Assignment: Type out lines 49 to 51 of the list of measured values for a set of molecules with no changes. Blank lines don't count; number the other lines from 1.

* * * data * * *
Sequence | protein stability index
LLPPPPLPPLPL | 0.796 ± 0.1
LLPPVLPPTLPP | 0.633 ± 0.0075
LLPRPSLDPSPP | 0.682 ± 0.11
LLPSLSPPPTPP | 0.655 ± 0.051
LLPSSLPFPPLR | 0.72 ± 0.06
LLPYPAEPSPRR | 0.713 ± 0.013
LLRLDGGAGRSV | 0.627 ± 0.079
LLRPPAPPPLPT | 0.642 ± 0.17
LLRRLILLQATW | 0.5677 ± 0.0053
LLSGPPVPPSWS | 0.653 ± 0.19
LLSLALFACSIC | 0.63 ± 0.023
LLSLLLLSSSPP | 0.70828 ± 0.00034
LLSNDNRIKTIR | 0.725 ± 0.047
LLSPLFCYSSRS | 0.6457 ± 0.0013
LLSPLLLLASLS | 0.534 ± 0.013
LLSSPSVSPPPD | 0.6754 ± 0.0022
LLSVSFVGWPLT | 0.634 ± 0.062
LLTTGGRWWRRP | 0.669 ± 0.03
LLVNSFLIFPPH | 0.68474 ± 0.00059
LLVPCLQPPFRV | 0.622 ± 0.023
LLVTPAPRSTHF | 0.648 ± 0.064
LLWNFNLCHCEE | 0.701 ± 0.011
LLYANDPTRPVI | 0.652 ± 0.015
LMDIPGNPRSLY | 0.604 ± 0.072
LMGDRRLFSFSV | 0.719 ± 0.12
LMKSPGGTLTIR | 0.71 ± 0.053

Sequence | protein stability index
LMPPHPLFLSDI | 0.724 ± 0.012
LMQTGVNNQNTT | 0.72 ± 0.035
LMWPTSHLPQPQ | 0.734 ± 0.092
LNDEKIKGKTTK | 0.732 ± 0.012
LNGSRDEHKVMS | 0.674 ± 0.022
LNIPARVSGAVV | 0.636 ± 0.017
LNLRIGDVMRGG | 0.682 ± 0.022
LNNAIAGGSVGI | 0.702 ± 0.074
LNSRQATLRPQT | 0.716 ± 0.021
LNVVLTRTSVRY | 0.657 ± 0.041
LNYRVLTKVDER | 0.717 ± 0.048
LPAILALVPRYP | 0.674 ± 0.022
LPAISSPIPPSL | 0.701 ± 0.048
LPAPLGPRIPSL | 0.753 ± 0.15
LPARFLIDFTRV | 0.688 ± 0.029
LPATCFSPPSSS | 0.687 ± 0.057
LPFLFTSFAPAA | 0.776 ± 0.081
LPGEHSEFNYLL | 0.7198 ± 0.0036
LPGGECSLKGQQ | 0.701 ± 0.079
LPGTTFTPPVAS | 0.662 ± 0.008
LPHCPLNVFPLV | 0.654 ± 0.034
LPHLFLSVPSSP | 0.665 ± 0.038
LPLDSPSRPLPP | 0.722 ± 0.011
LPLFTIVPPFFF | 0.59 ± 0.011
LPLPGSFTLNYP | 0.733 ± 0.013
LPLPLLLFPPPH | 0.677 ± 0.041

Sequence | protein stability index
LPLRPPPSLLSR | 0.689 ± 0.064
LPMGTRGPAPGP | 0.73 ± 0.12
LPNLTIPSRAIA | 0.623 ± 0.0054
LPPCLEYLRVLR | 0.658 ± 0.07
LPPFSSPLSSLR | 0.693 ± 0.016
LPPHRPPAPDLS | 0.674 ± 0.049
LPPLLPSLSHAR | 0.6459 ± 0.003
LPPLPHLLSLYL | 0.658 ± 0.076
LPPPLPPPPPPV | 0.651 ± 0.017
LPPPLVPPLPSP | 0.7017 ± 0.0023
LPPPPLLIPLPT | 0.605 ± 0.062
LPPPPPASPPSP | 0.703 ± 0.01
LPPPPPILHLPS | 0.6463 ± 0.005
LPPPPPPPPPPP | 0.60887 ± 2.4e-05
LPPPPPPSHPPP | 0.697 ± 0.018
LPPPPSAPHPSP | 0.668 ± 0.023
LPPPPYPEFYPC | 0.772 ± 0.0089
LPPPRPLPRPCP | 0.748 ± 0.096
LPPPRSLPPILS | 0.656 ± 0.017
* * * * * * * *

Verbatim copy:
LPHCPLNVFPLV | 0.654 ± 0.034
LPHLFLSVPSSP | 0.665 ± 0.038
LPLDSPSRPLPP | 0.722 ± 0.011